In Kentucky, the death toll from last week’s massive rain storms and flooding has risen to 28, including several children. On Sunday, Kentucky Governor Andy Beshear told NBC’s “Meet the Press” that recovery crews face weeks of work — even as forecasters predict more rain in the coming days.
Gov. Andy Beshear: “This is one of the most devastating, deadly floods that we have seen in our history. … With the level of water, we’re going to be finding bodies for weeks, many of them swept hundreds of yards, maybe quarter-mile-plus, from where they were lost.”
Meteorologists say the record-breaking deluge that brought flooding and mudslides to eastern Kentucky would have had a one-in-a-thousand chance of happening, if not for climate change.
In California, Governor Gavin Newsom has declared a state of emergency after a fire in the Klamath National Forest grew to become the state’s largest of the year, scorching more than 52,000 acres near the California-Oregon border. In Montana, the Elmo wildfire expanded overnight, tripling in size to over 11 square miles.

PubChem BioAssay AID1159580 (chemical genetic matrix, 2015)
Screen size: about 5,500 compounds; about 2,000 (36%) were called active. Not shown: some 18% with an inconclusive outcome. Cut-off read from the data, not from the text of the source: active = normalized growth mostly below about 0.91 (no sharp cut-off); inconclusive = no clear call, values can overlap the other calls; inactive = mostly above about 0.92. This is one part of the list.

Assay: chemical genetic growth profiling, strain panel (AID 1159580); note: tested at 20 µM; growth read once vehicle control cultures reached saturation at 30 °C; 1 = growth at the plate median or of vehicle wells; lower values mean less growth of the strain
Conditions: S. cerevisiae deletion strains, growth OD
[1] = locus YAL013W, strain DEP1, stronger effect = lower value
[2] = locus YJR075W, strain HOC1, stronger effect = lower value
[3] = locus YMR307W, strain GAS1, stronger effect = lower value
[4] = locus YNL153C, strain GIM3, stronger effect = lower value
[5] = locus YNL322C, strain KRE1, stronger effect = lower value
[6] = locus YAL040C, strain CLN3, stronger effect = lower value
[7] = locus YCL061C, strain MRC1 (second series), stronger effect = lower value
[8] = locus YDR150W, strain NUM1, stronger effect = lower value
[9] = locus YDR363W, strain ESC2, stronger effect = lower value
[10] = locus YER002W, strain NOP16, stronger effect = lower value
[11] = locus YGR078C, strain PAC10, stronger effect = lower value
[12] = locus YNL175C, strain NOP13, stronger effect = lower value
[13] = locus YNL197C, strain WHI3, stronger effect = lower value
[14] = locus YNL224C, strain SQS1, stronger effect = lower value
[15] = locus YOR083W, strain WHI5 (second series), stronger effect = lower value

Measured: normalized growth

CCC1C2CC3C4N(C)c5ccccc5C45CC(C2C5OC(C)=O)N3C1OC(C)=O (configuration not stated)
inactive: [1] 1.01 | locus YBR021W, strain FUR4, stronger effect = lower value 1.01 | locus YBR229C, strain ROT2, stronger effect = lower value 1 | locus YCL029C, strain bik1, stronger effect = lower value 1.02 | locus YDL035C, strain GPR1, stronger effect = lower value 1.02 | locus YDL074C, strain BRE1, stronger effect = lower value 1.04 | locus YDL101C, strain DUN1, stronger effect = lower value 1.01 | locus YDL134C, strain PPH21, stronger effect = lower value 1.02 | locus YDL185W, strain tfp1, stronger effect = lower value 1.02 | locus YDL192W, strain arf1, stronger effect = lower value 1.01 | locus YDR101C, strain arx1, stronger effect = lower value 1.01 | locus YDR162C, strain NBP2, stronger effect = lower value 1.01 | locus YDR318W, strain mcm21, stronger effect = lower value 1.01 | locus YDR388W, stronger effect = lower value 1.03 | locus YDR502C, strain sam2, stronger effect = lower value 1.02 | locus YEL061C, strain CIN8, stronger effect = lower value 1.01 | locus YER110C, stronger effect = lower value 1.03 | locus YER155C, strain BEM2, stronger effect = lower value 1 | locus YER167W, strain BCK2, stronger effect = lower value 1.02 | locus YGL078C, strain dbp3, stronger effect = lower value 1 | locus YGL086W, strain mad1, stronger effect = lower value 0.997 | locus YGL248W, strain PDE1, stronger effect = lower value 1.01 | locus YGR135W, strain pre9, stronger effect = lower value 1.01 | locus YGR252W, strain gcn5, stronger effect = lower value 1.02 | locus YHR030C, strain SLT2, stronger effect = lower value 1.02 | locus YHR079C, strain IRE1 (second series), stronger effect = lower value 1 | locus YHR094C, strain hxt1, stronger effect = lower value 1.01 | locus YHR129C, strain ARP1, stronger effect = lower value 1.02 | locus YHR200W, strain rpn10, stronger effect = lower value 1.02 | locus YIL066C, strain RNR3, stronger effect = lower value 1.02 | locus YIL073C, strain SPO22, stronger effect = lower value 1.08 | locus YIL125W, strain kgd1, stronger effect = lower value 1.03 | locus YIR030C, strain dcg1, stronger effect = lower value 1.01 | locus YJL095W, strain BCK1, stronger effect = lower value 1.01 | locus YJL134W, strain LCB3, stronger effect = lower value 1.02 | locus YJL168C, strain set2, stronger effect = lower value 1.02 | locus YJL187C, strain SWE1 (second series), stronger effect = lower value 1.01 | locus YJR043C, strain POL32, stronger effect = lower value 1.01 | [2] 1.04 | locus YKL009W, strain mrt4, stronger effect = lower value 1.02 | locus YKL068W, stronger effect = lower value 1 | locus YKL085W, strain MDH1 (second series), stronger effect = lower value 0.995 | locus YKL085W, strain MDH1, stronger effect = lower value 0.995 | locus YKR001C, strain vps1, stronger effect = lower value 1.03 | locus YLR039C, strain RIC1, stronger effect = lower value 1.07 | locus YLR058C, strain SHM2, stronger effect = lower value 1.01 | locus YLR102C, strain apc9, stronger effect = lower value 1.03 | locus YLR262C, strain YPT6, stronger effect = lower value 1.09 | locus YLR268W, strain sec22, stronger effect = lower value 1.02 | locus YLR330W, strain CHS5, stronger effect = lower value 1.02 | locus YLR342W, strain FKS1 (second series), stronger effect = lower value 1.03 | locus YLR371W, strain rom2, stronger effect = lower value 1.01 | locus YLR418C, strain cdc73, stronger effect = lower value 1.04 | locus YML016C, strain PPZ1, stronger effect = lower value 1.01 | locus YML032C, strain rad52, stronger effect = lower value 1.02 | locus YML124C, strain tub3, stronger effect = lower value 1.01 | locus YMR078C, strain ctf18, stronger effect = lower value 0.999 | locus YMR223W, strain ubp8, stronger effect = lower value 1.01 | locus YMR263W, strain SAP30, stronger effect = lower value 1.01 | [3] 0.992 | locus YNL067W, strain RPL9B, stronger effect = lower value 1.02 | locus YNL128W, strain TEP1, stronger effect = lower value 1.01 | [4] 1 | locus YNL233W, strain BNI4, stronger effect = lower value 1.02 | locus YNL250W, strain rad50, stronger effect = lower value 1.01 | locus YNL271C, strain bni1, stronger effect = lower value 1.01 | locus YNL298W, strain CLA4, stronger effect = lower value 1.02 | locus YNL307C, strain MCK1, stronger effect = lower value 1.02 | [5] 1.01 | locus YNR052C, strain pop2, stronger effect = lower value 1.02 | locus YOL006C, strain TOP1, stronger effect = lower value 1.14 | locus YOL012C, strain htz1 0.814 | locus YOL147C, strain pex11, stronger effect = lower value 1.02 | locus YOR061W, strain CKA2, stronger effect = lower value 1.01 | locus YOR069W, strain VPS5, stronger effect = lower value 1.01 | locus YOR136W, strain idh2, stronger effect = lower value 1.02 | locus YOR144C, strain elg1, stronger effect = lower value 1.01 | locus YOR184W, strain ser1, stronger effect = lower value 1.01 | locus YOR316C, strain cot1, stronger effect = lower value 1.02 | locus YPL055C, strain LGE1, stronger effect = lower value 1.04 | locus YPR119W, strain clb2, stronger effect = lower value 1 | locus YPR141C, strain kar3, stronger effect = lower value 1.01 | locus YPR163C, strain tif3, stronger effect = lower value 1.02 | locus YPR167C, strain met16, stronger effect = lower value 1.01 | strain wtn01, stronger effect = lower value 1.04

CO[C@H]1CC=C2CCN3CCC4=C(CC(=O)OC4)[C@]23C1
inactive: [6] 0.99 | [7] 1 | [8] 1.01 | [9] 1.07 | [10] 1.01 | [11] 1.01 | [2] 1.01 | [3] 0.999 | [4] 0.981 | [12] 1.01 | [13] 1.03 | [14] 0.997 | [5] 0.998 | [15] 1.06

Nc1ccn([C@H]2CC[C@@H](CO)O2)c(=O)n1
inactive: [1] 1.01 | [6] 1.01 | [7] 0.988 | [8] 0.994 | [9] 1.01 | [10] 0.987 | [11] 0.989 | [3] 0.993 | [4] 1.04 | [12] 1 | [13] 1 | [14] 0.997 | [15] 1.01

In other climate news, in Iran, at least 80 people were killed, and dozens more remain missing, after heavy rains triggered flash floods impacting hundreds of villages, towns and cities.
On Capitol Hill, Democratic leaders are pushing the Senate to pass new legislation on healthcare, taxes and the climate crisis before senators leave for their summer recess on Friday. Last week, Majority Leader Chuck Schumer announced a surprise deal with conservative West Virginia Democrat Joe Manchin on a 10-year, $739 billion domestic policy package that seeks to reduce U.S. carbon emissions by roughly 40% by the end of this decade. All eyes are now on Arizona Democratic Senator Kyrsten Sinema, who has yet to announce whether she’ll support the legislation.
A ship carrying 26,000 tons of corn left the Ukrainian port of Odessa today. It is the first ship to leave Ukraine under a deal brokered by the United Nations and Turkey to reopen ports on the Black Sea which have been closed since Russia’s invasion began over five months ago. On Saturday, the CEO of one of Ukraine’s largest grain producers and one of the country’s richest entrepreneurs was killed in the southern port city of Mykolaiv during intense Russian shelling. Oleksiy Vadaturskyi died along with his wife when a missile hit their home.